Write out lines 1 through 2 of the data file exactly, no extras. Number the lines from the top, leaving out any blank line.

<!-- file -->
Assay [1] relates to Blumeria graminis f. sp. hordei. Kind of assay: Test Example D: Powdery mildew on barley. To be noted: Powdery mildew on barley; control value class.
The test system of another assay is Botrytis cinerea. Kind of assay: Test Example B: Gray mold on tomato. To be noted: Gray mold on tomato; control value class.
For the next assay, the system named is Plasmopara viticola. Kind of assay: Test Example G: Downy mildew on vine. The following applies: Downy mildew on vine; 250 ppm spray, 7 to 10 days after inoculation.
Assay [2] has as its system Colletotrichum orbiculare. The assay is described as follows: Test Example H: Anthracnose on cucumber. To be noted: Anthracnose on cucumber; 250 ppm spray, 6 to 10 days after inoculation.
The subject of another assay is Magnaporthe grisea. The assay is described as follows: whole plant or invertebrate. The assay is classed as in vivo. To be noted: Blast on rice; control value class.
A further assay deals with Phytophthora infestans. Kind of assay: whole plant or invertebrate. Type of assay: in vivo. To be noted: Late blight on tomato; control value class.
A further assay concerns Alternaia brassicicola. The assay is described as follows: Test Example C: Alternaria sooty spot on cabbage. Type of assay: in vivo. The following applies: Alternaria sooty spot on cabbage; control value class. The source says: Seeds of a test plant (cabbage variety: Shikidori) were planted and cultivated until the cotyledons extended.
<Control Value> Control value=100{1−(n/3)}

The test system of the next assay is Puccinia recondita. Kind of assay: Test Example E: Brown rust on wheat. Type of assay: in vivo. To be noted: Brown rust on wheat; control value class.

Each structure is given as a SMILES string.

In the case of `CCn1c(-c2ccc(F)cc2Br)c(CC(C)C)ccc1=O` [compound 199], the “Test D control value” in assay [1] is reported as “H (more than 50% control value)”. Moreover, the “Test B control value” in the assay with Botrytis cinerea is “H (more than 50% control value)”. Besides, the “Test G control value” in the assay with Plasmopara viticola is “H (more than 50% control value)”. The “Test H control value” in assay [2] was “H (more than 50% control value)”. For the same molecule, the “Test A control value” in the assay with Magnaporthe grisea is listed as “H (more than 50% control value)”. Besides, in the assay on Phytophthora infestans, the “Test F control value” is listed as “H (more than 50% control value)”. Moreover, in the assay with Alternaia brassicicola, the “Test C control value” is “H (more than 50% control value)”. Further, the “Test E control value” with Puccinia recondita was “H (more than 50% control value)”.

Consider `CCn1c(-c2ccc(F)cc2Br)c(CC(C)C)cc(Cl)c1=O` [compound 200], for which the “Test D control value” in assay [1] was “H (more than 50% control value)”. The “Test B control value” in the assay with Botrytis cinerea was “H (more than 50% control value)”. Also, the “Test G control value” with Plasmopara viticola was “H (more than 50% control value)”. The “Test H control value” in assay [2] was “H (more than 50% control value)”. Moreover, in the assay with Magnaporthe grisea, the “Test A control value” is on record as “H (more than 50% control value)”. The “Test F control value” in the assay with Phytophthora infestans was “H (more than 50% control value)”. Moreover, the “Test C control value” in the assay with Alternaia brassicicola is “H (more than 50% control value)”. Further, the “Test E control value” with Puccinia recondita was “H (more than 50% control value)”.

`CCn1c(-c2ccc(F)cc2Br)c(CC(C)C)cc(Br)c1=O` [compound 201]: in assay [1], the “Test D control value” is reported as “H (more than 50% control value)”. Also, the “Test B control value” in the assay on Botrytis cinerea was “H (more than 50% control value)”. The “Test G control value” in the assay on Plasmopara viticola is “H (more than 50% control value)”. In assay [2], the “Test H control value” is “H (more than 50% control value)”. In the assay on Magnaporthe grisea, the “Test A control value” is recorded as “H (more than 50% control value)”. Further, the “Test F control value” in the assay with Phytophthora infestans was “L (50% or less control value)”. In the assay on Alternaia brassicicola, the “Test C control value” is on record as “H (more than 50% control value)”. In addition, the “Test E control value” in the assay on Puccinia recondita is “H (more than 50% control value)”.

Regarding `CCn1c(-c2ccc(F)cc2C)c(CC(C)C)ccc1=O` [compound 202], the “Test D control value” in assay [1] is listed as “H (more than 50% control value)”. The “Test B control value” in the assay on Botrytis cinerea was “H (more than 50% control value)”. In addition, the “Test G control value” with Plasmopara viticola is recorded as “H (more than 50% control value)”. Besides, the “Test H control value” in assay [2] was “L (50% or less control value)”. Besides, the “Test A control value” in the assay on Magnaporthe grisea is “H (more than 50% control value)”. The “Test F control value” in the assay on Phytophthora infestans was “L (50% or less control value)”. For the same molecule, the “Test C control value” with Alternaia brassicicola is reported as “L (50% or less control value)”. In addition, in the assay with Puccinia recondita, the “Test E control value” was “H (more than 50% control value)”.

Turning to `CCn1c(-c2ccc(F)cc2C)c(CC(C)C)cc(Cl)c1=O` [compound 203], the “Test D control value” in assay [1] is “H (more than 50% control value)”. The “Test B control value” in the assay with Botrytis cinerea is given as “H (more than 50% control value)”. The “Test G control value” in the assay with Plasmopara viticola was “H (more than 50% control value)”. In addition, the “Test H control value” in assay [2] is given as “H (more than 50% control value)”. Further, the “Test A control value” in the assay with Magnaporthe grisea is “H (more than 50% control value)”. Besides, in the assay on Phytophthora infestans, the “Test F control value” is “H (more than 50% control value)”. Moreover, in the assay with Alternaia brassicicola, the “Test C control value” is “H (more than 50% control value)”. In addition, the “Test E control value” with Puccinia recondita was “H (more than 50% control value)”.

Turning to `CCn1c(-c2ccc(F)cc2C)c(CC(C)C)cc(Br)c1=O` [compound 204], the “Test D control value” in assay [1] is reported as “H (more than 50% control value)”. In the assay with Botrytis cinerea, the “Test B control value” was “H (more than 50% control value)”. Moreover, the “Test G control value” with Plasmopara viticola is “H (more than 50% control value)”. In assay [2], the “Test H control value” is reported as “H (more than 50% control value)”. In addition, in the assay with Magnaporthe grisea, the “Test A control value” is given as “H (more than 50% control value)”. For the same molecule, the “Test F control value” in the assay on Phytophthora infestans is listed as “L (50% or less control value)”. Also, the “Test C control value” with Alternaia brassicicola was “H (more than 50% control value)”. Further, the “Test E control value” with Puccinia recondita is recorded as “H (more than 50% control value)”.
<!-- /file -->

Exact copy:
Assay [1] relates to Blumeria graminis f. sp. hordei. Kind of assay: Test Example D: Powdery mildew on barley. To be noted: Powdery mildew on barley; control value class.
The test system of another assay is Botrytis cinerea. Kind of assay: Test Example B: Gray mold on tomato. To be noted: Gray mold on tomato; control value class.